It should surprise exactly no one that Wells Fargo
Turns out the view is mostly bullish. Let's have a look at a few of the key sentiment drivers.
1. Analyst opinion
Analysts like Wells Fargo. Data from Capital IQ captures their collective feeling:
Number of Analysts
Eighteen analysts have either a "buy" rating or an "outperform" on the stock -- by far the majority sentiment. With nine neutral "holds" and just three negative "underperforms" or "sells," we'll classify analyst sentiment as bullish.
2. Insider buying
Next, we'll look at insider buying and selling. Over the past year, Wells Fargo insiders have sold $14.75 million worth of their company stock. During the same time period, insiders didn't buy a single share. (Data from Form4Oracle.)
Although it'd be nice to see insider buying balance out the selling, the truth is, $14.75 million of selling isn't all that meaningful relative to Wells Fargo's $165 billion market cap. Keep in mind, too, that insiders sell stock for a whole host of reasons -- to pay for a house or tuition, to diversify assets, and so forth. For purposes of this exercise, we'll classify insider buying/selling as neutral-leaning-bearish.
3. Guru buying
Next, we'll look at "guru" ownership of the stock, according to GuruFocus.
In the quarter ended Dec. 31, nine investing gurus were buying Wells Fargo shares, including Jean-Marie Eveillard, Ruane Cunniff, George Soros, and John Paulson. Two gurus -- Whitney Tilson and Arnold Schneider -- were selling in the same quarter. In the previous quarter, nine gurus were trading Wells: six buyers, three sellers.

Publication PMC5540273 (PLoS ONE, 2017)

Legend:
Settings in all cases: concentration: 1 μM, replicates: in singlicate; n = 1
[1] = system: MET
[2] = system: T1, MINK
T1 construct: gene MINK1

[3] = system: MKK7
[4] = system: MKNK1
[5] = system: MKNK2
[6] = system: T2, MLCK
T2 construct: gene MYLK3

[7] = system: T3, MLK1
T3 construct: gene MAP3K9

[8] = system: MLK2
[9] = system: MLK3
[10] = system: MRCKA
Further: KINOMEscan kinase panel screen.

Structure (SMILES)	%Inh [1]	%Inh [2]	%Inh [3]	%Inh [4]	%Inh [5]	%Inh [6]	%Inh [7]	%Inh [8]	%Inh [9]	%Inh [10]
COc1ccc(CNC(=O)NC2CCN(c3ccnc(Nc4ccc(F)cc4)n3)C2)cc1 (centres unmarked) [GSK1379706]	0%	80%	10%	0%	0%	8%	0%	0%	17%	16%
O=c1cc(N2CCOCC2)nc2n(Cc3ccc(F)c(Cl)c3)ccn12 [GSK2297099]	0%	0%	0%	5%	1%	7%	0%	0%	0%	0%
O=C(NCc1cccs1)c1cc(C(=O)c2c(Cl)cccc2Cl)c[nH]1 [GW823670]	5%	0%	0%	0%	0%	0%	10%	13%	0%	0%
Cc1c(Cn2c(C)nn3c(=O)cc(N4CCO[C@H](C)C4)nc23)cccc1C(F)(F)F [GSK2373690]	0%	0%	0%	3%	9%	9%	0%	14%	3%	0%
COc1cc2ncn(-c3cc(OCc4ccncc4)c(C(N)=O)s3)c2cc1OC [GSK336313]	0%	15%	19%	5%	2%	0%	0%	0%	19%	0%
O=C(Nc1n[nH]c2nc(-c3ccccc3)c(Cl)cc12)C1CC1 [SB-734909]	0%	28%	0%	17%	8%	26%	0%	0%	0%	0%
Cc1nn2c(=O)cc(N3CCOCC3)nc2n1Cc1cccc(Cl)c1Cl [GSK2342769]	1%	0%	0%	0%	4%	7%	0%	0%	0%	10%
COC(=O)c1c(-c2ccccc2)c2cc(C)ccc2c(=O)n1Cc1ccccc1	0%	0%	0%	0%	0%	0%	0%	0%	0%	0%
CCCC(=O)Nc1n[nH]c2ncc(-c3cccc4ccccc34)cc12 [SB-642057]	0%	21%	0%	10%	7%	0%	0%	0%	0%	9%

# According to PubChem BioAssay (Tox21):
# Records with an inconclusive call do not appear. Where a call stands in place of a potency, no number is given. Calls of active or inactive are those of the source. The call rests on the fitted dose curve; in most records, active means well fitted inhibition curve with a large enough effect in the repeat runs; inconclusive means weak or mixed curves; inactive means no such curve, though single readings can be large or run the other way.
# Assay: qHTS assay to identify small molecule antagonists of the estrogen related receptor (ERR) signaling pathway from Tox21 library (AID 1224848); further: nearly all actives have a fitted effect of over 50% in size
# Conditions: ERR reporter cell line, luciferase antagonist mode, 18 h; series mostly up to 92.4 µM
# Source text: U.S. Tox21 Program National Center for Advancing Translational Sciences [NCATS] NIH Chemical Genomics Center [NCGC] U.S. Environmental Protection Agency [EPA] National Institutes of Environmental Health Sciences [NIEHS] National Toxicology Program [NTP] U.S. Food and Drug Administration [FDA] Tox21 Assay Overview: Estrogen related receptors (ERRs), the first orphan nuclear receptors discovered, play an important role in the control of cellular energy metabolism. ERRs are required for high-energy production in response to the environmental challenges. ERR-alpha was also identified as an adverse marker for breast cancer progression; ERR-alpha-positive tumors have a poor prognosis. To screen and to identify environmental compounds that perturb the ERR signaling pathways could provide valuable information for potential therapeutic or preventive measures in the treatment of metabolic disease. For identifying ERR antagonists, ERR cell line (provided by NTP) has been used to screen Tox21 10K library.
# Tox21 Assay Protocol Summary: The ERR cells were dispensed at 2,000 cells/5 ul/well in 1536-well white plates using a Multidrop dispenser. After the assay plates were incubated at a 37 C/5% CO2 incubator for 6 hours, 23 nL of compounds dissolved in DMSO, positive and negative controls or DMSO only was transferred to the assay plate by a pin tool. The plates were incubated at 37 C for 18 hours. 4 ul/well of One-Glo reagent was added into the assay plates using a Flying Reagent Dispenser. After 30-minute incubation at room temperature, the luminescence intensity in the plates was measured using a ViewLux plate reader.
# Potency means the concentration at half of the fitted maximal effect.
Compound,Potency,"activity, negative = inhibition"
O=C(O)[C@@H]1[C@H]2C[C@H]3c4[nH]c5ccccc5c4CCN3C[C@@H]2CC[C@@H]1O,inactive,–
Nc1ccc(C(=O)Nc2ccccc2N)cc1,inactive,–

The balance is clearly in the "buy" camp, so we'll classify guru buying sentiment as bullish.
4. Retail-investor community sentiment
For retail-investor community sentiment, I turn to Motley Fool CAPS, our proprietary stock-rating system. CAPS generates ratings on a one- to five-star scale, with five stars as the highest ranking, an indication that the Fool community believes in a stock's future. Wells Fargo has a neutral three-star rating.
Next we'll look at whether short-sellers are circling the stock. There are 46.6 million Wells Fargo shares sold short, according to Capital IQ. As a percentage of shares outstanding, that's a short interest of 0.9%. That's not at all high, and so for determining sentiment, we'll classify the low short interest as bullish.
6. Does Buffett own it?
This is the "cherry on top" test, and in this case, it's a resounding yes: Not only does Berkshire Hathaway own Wells Fargo, but it also owns more than 7% of the company -- enough to make Berkshire the single largest shareholder.
Adding it up
The consensus opinion on Wells Fargo is "mostly bullish." Analysts, gurus, and Warren Buffett like the stock, and in another bullish sign, short sellers are staying away. The CAPS community is only neutral on Wells, and insiders -- although net sellers -- have a mostly neutral effect on sentiment as well.
Of course, you can't base an investment philosophy on who likes or dislikes the stock you own, and even a consensus bullish opinion can sometimes be a scary thing. Quoting Buffett: "A simple rule dictates my buying: Be fearful when others are greedy, and be greedy when others are fearful."
The purpose of this series of articles isn't to make a definitive buy-or-sell call on Wells Fargo. Rather, by looking at a stock's sentiment, the goal is to help you place your own opinion of it in a broader context.
One final thing: If you want to keep tabs on Wells Fargo's movements, and for more analysis on the company, make sure you add it to your Watchlist.
Fool.com managing editor Brian Richards owns no shares of any companies mentioned. Berkshire Hathaway is a Motley Fool Inside Value and Motley Fool Stock Advisor recommendation. The Fool owns shares of Wells Fargo and Berkshire Hathaway and has a disclosure policy.